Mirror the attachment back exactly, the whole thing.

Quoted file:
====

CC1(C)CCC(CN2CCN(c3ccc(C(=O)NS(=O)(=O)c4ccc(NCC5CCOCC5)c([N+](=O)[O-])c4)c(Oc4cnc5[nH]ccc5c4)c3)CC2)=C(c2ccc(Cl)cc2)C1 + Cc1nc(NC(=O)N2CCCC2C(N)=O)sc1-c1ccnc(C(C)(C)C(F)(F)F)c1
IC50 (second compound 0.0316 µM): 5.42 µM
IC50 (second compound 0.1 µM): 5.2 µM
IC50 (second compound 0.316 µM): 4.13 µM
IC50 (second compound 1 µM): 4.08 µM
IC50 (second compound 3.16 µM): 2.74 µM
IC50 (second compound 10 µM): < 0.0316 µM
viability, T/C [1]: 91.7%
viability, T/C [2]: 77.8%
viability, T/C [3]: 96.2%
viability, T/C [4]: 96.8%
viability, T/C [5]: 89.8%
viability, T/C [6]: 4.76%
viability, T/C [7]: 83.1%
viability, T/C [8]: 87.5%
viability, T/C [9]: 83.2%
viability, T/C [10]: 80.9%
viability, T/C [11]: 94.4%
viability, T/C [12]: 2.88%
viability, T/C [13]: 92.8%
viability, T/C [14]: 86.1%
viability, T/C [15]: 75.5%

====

CC1(C)CCC(CN2CCN(c3ccc(C(=O)NS(=O)(=O)c4ccc(NCC5CCOCC5)c([N+](=O)[O-])c4)c(Oc4cnc5[nH]ccc5c4)c3)CC2)=C(c2ccc(Cl)cc2)C1 + Cc1nc(NC(=O)N2CCCC2C(N)=O)sc1-c1ccnc(C(C)(C)C(F)(F)F)c1
IC50 (second compound 0.0316 µM): 5.42 µM
IC50 (second compound 0.1 µM): 5.2 µM
IC50 (second compound 0.316 µM): 4.13 µM
IC50 (second compound 1 µM): 4.08 µM
IC50 (second compound 3.16 µM): 2.74 µM
IC50 (second compound 10 µM): < 0.0316 µM
viability, T/C [1]: 91.7%
viability, T/C [2]: 77.8%
viability, T/C [3]: 96.2%
viability, T/C [4]: 96.8%
viability, T/C [5]: 89.8%
viability, T/C [6]: 4.76%
viability, T/C [7]: 83.1%
viability, T/C [8]: 87.5%
viability, T/C [9]: 83.2%
viability, T/C [10]: 80.9%
viability, T/C [11]: 94.4%
viability, T/C [12]: 2.88%
viability, T/C [13]: 92.8%
viability, T/C [14]: 86.1%
viability, T/C [15]: 75.5%